The renovation missed several deadlines and even the cost of renovation increased about nine times to that of the initial cost. In the performance and audit report on XIX Commonwealth Games 2010, the year when the renovation was supposed to be finished, it is mentioned that in May 2005, NDMC quoted a total of Rs. 76 crore as the renovation cost which included Rs. 30 crore for the Engineering Services/Infrastructure, Rs. 8 crore for the Facade restoration/ Areas to be taken up with stakeholders’ participation and Rs. 30 crore for Street furniture/ inner plaza development.

It went up to the Rs. 670.99 crore in July 2007 when the revised cost was given, which included Rs. 242.71 crore for Engineering Services/Infrastructure, Rs. 133.28 crore for Façade restoration/Areas to be taken up with stakeholders’ participation, Rs. 65.05 crore for Pedestrian Movement Areas and Rs. 229.95 crore for Street furniture/ inner plaza development.

There is no answer to the question on where the mammoth amount of Rs. 242.71 crore was spent? This expenditure doesn’t matches the quality of renovation done when the shopkeepers as well as the people going to Connaught Place still suffer the fear of a collapse.

Commenting on the renovation done in Connaught Place, Mittal says, “As far as I know, the renovation done during the commonwealth games period was more on the facades only. There was hardly any retrofitting or strengthening process going on there. It was a complete eyewash.”

Who Should Take the Onus?

The big question comes in. Who should be held responsible for such collapses? Is the authority only responsible or the owners of the buildings are also equally responsible?

Authorities or civic bodies play a major role in any construction going on in their respective areas. Before the construction of a building, a building plan, as per the building bylaws and BIS standards, is submitted to the municipal corporation for approval. Authorities approve the plan based on the various certificates provided by professionals like structural engineers, architects etc., as well as they have to do a physical inspection of the site. After the construction is done, the authorities issue a completion or occupancy certificate, which means that the construction is as per the standards.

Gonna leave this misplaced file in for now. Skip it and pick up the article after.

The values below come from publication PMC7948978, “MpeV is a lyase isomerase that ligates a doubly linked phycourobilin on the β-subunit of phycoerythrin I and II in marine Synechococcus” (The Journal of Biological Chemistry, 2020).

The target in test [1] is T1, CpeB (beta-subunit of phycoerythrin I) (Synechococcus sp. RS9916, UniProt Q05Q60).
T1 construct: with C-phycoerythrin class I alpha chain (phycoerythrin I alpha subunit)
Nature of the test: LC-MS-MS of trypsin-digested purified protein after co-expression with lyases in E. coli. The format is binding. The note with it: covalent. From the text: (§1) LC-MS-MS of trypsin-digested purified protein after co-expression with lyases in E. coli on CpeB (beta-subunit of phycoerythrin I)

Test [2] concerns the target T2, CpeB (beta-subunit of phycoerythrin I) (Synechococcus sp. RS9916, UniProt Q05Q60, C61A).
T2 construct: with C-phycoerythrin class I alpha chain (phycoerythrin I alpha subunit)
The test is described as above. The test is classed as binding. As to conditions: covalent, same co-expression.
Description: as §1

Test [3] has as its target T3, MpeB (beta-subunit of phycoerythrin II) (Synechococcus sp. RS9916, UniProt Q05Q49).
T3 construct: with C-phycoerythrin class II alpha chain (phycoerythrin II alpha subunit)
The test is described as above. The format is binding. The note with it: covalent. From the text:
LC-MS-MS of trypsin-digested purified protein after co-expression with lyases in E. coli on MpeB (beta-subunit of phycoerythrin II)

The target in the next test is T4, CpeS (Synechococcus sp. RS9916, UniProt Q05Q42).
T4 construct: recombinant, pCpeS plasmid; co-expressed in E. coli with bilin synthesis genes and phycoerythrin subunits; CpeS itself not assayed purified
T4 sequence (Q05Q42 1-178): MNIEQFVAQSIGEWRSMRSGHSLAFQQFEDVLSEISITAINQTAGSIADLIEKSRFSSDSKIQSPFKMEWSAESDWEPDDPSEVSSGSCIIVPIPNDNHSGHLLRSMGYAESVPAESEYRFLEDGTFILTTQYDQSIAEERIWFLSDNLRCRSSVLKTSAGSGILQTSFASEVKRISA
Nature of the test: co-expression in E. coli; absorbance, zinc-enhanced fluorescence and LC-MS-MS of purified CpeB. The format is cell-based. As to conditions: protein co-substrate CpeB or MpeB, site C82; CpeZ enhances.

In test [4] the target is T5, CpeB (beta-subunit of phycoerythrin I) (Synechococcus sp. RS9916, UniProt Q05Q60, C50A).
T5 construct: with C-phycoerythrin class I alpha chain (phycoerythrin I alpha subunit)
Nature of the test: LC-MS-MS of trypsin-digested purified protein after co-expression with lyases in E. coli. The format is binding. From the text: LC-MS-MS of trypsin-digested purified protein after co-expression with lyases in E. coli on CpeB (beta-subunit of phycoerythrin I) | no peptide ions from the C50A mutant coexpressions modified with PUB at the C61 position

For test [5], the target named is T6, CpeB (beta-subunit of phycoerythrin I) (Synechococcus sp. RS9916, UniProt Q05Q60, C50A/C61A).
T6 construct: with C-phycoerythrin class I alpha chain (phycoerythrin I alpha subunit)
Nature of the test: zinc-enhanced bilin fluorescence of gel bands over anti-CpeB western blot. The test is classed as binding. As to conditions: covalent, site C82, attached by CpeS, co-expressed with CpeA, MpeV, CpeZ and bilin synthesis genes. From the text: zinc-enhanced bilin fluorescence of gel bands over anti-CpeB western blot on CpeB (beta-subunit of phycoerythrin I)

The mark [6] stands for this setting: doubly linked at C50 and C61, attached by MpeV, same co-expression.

But is this all really happening?

Mittal points out that today the Municipal Corporation or the authority have made a practice of just collecting the certificates and completing the files. They hardly do any check on the design or quality. When any civic body is issuing a completion certificate they must ensure that the quality and the design of the structure are as per the standards or not, they should not go only by the papers. He further added, “If any collapse happens today, the civic bodies put the blame on the engineers or the owners shrug away their responsibility. If they are not ready to take the responsibility then why are they issuing a certificate?”

When talking about the responsibilities of the owners of the buildings, they should also realize that with aesthetics, the safety is equally important. Along with architect, a sound structural engineer has to ensure structural stability of the new additions and alterations.

Without doubt, the reason behind every collapse in Connaught Place, is the civic body negligence and apathy. If the civic body would have taken care of the structural safety during the renovation itself, things would have been different. Even if they missed out during the renovation they should have taken swift actions on the applications submitted by the traders’ association and the owners of the shop of Connaught Place.

It is high time the civic bodies of the city come ahead and bring out a unified plan to retrofit and strengthen the heritage buildings to ensure a safe and beautiful Delhi.